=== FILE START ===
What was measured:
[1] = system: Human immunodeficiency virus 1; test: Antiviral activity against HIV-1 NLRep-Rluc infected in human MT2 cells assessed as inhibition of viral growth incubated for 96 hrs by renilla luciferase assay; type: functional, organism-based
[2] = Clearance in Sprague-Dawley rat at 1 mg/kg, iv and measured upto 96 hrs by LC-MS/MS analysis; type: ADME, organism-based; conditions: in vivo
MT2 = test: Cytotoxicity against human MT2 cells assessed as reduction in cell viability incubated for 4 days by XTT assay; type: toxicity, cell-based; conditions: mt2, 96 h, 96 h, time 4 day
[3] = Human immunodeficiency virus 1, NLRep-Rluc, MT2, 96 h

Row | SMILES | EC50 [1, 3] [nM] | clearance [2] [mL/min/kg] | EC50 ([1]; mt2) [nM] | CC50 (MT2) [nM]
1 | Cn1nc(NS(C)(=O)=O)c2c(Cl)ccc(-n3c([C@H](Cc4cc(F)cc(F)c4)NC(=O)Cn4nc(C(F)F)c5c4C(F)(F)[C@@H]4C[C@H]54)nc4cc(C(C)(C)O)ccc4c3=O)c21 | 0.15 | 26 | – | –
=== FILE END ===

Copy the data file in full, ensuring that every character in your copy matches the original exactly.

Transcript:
What was measured:
[1] = system: Human immunodeficiency virus 1; test: Antiviral activity against HIV-1 NLRep-Rluc infected in human MT2 cells assessed as inhibition of viral growth incubated for 96 hrs by renilla luciferase assay; type: functional, organism-based
[2] = Clearance in Sprague-Dawley rat at 1 mg/kg, iv and measured upto 96 hrs by LC-MS/MS analysis; type: ADME, organism-based; conditions: in vivo
MT2 = test: Cytotoxicity against human MT2 cells assessed as reduction in cell viability incubated for 4 days by XTT assay; type: toxicity, cell-based; conditions: mt2, 96 h, 96 h, time 4 day
[3] = Human immunodeficiency virus 1, NLRep-Rluc, MT2, 96 h

Row | SMILES | EC50 [1, 3] [nM] | clearance [2] [mL/min/kg] | EC50 ([1]; mt2) [nM] | CC50 (MT2) [nM]
1 | Cn1nc(NS(C)(=O)=O)c2c(Cl)ccc(-n3c([C@H](Cc4cc(F)cc(F)c4)NC(=O)Cn4nc(C(F)F)c5c4C(F)(F)[C@@H]4C[C@H]54)nc4cc(C(C)(C)O)ccc4c3=O)c21 | 0.15 | 26 | – | –